Sorry, in science you don’t get to choose what you would prefer to be true.

  • Clare Spark

    If you haven’t read this yet, it is not too late: “The offing of MLK Jr. and Ralph Bunche.” By the end of the 1960s, the hate whitey agenda was well in place.

  • Smoking Hamster

    Whenever I read articles like these with pictures like that at the top it makes me furious at the Democratic party and what they have done to the inner city schools.

    Speaking of parasitism, it seems to me that the Democratic party thrives by dumbing down populations and making them dependent on government.

    • Asharptonn

      Yea, but the DEMS get 99% of the Black vote, so it’s very successful.

    • Keith Robertson


    • websearcher

      Furious at the Dem party for a private organization paying for a column? Tinfoils alert.

  • allsharptonn

    This is all quite predictable and amusing….the real problem is the Left’s attack on real science and math in our schools….AGW is the most dramatic example of many others.

  • Charlotta Jones

    I won’t renew my subscription now.

  • Mark Fergerson

    One question Mr. Greenfield; do you provide the content in your column for free, or are you an “uptown whore”?

    I mean, we know FPM’s position what with the prominent “Donate Today” link at the top of the webpage.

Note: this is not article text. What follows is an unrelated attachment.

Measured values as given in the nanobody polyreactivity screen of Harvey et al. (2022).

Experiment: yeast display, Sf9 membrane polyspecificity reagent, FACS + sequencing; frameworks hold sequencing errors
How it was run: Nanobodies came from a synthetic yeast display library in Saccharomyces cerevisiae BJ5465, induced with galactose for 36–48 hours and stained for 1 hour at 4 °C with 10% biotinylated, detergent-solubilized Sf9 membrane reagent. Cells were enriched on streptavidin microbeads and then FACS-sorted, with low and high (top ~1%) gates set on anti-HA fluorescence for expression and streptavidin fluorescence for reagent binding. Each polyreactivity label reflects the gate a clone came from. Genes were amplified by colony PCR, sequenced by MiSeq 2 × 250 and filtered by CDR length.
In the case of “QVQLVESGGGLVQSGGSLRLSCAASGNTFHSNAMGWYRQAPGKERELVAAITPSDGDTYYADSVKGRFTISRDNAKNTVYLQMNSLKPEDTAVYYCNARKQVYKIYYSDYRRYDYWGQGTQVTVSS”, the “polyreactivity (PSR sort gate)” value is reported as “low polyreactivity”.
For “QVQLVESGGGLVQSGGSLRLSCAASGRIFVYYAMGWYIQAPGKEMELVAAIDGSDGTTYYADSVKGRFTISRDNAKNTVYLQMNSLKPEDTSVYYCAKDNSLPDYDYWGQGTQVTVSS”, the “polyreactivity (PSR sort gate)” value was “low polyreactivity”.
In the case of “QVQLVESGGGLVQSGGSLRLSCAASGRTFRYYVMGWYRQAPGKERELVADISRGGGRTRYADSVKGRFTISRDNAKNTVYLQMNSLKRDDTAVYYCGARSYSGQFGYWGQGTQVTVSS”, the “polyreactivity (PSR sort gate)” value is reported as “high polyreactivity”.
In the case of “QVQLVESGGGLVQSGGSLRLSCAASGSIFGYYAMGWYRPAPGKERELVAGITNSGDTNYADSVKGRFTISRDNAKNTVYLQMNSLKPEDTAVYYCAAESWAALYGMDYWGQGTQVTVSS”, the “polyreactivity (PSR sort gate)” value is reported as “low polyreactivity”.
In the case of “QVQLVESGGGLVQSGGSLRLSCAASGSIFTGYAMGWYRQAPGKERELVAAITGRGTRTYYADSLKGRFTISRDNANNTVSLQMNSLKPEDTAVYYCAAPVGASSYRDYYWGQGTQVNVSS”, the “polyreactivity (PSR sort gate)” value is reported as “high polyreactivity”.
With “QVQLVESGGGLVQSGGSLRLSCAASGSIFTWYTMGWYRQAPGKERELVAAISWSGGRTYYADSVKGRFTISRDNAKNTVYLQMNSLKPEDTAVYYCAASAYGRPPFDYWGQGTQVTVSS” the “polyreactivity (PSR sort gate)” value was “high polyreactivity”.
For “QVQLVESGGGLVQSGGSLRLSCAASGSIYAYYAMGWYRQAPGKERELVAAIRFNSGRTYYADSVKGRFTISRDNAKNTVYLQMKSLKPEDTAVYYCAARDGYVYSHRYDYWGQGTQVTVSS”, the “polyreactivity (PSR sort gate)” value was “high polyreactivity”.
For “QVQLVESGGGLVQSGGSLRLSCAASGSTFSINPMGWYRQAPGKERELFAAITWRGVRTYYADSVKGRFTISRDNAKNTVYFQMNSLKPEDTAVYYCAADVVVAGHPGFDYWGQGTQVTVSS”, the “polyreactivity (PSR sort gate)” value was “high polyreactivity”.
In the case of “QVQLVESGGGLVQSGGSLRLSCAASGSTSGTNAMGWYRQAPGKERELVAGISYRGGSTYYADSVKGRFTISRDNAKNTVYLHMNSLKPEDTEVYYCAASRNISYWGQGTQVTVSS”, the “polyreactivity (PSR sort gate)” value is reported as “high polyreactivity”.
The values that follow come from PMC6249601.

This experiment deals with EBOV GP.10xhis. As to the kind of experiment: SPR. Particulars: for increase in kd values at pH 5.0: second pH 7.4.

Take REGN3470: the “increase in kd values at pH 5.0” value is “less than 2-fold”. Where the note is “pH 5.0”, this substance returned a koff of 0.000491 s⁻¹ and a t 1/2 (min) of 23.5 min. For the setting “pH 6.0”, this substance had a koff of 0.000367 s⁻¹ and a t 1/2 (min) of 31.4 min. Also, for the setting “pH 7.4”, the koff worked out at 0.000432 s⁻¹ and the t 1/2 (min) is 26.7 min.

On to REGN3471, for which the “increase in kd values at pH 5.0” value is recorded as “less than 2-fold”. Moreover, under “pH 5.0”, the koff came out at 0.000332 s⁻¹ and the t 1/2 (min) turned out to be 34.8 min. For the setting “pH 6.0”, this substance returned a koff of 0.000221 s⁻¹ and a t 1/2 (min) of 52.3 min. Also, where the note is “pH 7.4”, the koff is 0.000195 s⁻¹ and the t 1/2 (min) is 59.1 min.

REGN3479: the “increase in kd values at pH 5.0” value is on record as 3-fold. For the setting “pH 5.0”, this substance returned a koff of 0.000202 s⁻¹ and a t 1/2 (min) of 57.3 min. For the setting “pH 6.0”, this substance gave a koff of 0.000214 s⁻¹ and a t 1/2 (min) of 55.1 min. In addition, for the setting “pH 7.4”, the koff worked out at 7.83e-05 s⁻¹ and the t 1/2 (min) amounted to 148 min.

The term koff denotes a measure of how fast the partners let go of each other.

Did that hurt? Shouldn’t have, unless you and the FPM staff are hypocrites.

    Yeah, I’ve noticed the decline in the actual science content in SciAm over the decades and its increasingly Liberal editorial slant on which subjects to cover (what, AGW *again*?). I am annoyed no end at its promotion of tax-supported “Consensus Science” and dropping of the Amateur Scientist column which inspired no end of independent thinkers like me to see what science we could do on our own.

    There’s some hope for them though- recently they’ve run a series of articles downplaying fears over genetically modified foods.

    What annoys me most is both Lib and Con insistence that Everything Is About Politics. A close second is marginalizing someone by failing to mention that have a doctorate.

    • Daniel Greenfield

      The point of the post wasn’t that she should have worked for free. There are various views on that and it’s a controversial issue among freelancers.

      The point was that Scientific American wasn’t the right place to launch an attack on someone over it.

      • websearcher

        Why wasn’t it a right place? Obviously, SA knows the kind of content she produces and is willing to pay for it. This wasn’t a guest column where it was a onesy but a frequent paid column.
        I still don’t get why the right is up in arms about a private organization and their affairs. Is it because she is black?